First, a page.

Currently reading: Less enforcement cited as reason for no significant drop in drink-driving deaths since 2010
Number of accidents in which at least one driver was over the alcohol limit rose by 4% in 2018; number of roadside breath tests has more than halved since 2009
2 mins read
12 February 2020

The number of people killed in collisions involving a driver over the alcohol limit hasn't dropped significantly since 2010, new figures for 2018 from the Department of Transport have revealed. 

Around 13% of UK road deaths in 2018 were classified as drink-drive related. The figure was first recorded in 1998 and hasn't changed a significant amount in the previous eight years. 

A central estimate of drink-drive casualties of all severities in 2018 is put at 8700 – an increase of 1% on 2017 - including around 240 deaths. The total number of accidents in which at least one driver was over the alcohol limit rose by 4% to 5900 in 2018.

While these figures confirm that UK roads are still the safest they've ever been in terms of accident casualties, Home Office figures reveal the number of roadside breath tests conducted by police in 2018 (just under 321,000) has more than halved since 2009 (just over 670,000).

RAC spokesperson Rod Dennis claims the new figures demonstrate a "clear need for more roads policing offers and stronger measures to tackle reoffending". The number of dedicated road traffic police fell 30% between 2007 and 2017 to fewer than 2700 officers. 

Dennis said: "For nearly a decade, there has been virtually no progress in reducing the number of fatalities involving a driver over the limit. A reduction in the drink-drive limit in England and Wales could be a better deterrent for some of these drivers."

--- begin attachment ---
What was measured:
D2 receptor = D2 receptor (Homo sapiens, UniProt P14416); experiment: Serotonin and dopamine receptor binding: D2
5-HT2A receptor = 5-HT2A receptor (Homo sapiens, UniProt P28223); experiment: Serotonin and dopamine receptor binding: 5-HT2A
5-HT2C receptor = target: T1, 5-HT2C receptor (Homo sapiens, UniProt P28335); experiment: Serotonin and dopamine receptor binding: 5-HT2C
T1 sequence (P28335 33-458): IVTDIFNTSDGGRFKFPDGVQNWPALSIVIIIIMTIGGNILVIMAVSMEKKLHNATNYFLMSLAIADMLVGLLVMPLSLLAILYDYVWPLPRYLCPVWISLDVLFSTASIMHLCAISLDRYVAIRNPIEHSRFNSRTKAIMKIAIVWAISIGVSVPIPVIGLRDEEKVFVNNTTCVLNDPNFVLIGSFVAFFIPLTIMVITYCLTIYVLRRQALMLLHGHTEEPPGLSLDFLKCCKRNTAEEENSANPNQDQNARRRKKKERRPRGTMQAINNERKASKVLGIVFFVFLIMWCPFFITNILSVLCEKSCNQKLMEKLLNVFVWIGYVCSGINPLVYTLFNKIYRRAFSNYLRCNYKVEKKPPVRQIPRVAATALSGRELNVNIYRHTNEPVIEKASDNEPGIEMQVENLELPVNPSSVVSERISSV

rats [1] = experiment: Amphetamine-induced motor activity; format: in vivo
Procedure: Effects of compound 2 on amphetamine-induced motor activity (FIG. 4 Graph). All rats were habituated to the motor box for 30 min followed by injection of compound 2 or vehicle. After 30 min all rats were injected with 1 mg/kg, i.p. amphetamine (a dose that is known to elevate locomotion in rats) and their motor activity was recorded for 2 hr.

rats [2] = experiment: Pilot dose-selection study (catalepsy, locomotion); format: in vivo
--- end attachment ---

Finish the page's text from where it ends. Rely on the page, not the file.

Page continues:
However, the RAC understands that the Government is still considering the mandatory fitting of alcolocks - devices that require a breath sample before the car can be started - to the vehicles of repeat offenders.

Read more: 

Drink driving: how motorists are falling foul of 'morning after' offences

Opinion: why safety tech and speed limiters can't save us all 

New road safety plan includes stricter seatbelt laws and alcolocks



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9 August 2018

 So, go for zero, do you really think that’ll make much difference?, what about Alcolol availability, you can just about buy it anywhere these Days, and it’s usually on special offer too!, Clubs and Pubs are virtually open all Day and into the small hours of the next Day!, how People can afford to get drunk these Days baffles me!, do they buy a Food,pay the Bills before or after having a drink?, no, I think it’s to late to curb excess drinking, the penalty for drunk driving might as well be six months in a Jail for all that difference would make, apathy?, yes, yes it is.....

9 August 2018
It's not drivers just over the limit that are the problem. It's the ones that go out and have 5,6, 7 or 8 and drive home that are the liability. Lower the limit and they'll STILL go out and get ratted. The limit makes no difference.

10 August 2018
Joshua Harris wrote:

"research has shown even very small amounts of alcohol dramatically affect safe driving.”


9 August 2018